And so I hurtled through the night much more comfortably now that I wasn't on a US airline. A little complimentary bottle of mediocre wine came by, and there was food, and free headphones and free movies. I was still strangely anxious. Still hadn't thought of anything I'd forgotten. As I watched The Secret Life of Walter Mitty, which is about travel and being adventurous, I started to ponder more existential hypotheses -- what if I just felt guilty because I needed this project as much as the people being trained? What if I feel anxious about taking so much time off work during the busy season? ...but then again, my boss hadn't even asked when I'd return. "When I was your age," he'd regaled us at work the other day, "I was chasing bees all over the world."

   I awoke from first semblance of sleep in nearly 24 hours on a bench by my gate in Paris, which fortuitously hadn't had the usual rails between seating positions.
   "Hi, you must be Kris." said an older woman whose hair still had a tinge or red was sitting near me.
   She was Edie, another volunteer with the same organization. We'd been informed we'd be on the same flight, though we'll be in different parts of the country. She does business and organizational communications training.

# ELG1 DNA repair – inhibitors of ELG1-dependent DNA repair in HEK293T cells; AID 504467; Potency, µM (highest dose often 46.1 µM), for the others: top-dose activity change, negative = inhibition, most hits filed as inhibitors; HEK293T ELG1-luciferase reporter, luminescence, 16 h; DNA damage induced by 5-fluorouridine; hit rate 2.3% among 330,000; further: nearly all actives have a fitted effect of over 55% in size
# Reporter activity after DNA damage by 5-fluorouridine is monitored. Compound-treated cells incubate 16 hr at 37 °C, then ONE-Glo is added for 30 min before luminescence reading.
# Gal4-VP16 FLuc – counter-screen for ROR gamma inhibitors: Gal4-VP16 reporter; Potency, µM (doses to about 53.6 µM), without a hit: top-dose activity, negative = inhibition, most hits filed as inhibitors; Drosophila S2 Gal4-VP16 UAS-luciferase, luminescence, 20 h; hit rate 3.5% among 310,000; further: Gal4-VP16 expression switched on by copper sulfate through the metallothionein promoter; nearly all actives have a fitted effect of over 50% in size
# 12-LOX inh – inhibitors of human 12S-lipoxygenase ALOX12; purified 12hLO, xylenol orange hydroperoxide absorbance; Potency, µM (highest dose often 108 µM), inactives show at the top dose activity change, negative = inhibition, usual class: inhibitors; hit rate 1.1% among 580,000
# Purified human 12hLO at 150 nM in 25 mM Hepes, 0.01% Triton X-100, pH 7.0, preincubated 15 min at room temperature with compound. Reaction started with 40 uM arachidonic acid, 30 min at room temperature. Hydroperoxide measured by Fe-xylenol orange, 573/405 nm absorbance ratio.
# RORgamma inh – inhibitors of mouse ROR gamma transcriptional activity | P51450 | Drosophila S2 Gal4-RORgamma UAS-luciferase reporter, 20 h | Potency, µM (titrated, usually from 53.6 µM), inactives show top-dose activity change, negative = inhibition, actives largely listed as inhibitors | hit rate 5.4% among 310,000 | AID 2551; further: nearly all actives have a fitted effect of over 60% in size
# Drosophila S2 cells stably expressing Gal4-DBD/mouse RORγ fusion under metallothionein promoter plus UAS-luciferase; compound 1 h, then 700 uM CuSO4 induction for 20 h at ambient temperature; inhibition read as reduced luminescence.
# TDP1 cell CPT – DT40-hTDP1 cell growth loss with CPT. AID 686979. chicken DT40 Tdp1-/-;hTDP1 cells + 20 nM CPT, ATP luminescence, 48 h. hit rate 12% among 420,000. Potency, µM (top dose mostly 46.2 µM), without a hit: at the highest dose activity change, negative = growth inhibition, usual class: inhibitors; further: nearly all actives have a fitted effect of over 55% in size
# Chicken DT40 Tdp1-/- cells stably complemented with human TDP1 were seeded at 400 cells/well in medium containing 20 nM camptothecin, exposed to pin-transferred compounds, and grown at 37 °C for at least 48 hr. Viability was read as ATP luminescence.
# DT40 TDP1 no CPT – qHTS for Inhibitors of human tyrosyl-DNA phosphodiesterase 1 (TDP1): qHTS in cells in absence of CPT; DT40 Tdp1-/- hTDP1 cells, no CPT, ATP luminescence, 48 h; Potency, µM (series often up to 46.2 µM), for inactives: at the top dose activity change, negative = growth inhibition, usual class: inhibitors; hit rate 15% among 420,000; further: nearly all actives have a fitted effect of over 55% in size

By and by, and after a few delays, it came time to board, and I joined the throng of colourfully robed Africans jostling to board the plane. The line was by no means "single file" and people didn't seem to have any compunction about wriggling ahead in the line. I tried to more-or-less maintain my position relative to some other people and wound through the zig-zagging queue until I reached the ticket check. They scanned my ticket and the machine flashed a red light and growled. The attendant frowned at the ticket and punched the number into her computer. It made a short R2-D2 noise and popped out another ticket for me -- I'd been upgraded to first class!
   While the mere mortals shuffled past on their way to airplane purgatory in coach class, I settled into the fully reclining armchair seat and a waiter with a towel over his arm poured us champagne. Once we were in the air, the waiter / flight attendant quickly began plying us with wine (several options from full sized bottles of what was no doubt high quality wine) and food. Lunch came in a blur of three or four courses, involving such fancinesses as foie gras (which I disliked), scallops, a choice of three different kinds of balsamic viniagrette, and creme brulee. Stuffed full of delicious food and fully reclined, I couldn't even muster the energy to peer out the window at the Spanish coast below, and dozed away like a happy otter.

Guinea near Canakry from the air

   Below me Guinea materialized as a landscape seemingly devoid of human development, a maze of curving rivers and damp looking foliage. And this just outside the capitol.